Android is rapidly on its way to becoming the top smarpthone OS. Android OS Gingerbread already has NFC support and, as a result, Google dropped use of QR codes for its Places promotional tools. Every Google OS update henceforth will support NFC. As Android grows so will the installed base of NFC-enabled smartphones.
The next iPhone is now rumored to not have NFC support. Beyond this there are also costs and new infrastructure requirements associated with NFC. But there is a lot of momentum behind it, most notably because of increasing interest and activity around mobile payments.
Realistically we're probably about three to five years away from meaningful NFC adoption in the US and Europe. During that window QR codes will have an opportunity to establish themselves in mainstream use. If they can QR codes may survive the adoption of NFC.
This morning Jumptap announced a new $25 million round of funding, bringing its total money raised to roughly $90 million. Participants in the round were AllianceBernstein, General Catalyst, Summerhill Ventures, Valhalla Partners and agency holding company WPP.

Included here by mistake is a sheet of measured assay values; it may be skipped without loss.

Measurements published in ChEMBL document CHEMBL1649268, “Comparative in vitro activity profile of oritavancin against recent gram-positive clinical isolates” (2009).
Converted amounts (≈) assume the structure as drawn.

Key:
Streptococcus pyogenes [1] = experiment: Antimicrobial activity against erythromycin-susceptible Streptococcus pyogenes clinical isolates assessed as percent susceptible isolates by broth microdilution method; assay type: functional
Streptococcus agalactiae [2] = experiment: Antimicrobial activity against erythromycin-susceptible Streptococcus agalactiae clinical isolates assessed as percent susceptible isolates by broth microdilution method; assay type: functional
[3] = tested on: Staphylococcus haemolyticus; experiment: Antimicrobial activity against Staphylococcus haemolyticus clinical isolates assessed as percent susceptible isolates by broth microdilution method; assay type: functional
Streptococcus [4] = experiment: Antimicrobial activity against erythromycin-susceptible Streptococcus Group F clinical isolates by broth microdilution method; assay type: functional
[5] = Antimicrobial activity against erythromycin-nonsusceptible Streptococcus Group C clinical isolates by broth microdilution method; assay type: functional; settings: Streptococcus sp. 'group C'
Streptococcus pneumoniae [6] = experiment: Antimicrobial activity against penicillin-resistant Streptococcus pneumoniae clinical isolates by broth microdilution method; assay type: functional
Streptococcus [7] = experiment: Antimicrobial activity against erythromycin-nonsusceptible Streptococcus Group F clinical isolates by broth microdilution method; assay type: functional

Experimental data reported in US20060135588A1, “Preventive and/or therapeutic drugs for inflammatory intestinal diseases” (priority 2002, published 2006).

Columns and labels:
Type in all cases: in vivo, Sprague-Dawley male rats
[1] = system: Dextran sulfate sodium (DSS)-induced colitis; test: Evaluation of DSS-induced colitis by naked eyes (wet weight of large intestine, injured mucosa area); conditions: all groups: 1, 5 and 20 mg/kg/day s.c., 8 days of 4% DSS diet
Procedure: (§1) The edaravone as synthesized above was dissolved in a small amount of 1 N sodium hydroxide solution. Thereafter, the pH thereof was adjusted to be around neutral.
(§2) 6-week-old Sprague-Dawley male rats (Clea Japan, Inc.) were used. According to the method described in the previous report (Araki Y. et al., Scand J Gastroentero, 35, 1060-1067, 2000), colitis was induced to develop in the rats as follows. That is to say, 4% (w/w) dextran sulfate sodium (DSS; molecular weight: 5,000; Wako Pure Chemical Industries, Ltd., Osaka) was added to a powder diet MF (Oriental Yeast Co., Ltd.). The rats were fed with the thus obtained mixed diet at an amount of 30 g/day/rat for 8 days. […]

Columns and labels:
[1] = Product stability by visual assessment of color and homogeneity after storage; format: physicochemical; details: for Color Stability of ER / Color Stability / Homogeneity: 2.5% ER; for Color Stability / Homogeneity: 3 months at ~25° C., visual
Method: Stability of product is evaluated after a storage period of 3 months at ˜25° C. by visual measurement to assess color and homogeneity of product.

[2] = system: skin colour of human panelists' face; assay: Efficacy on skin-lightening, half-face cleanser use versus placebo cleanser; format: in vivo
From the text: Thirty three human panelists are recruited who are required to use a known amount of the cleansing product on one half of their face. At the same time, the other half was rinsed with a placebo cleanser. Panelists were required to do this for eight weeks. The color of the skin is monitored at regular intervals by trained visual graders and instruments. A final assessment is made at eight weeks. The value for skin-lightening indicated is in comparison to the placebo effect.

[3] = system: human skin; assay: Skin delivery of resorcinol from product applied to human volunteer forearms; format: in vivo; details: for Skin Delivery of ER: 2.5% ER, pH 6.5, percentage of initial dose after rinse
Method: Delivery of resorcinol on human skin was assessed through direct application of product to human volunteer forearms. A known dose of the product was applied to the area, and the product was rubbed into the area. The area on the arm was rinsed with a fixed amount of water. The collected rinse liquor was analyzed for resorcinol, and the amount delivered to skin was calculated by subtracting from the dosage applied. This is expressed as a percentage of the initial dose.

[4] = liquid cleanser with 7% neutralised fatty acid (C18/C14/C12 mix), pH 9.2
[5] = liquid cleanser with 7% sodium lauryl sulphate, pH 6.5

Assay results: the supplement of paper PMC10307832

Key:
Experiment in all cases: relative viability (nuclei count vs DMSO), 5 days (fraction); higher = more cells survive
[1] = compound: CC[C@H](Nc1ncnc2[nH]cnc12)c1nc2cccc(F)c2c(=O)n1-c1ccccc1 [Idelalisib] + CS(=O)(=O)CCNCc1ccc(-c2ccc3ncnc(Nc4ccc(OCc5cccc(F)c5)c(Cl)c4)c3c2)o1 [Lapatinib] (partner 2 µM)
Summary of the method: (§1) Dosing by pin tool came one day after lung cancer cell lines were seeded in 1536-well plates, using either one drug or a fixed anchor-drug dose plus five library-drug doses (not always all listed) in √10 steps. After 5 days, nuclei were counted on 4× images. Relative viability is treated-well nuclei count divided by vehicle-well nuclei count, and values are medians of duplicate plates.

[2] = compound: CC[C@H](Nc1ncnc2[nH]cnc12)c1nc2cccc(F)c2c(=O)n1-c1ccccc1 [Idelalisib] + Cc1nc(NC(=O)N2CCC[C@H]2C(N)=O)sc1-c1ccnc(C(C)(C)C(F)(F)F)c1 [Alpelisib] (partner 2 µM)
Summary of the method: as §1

Though one of the largest independent mobile ad networks the perception was that JumpTap had lost momentum, resulting in a management shakeup last year. However the funding would appear to confirm new momentum.
The company now claims reach of 83 million consumers, 10,000 sites/apps in its network and 10 billion ad requests in April. JumpTap accommodates the full range of ad units. The company also operates intentionally in several countries.
Below is IDC's estimate (Q4 2011) of the distribution of mobile ad revenues. No doubt this is inaccurate today but directionally it shows the relative shares of revenue in the US market. JumpTap is the smallest of the "big" players. Nokia and AOL are non-entities right now. 4INFO is a conspicuous absence in the chart below.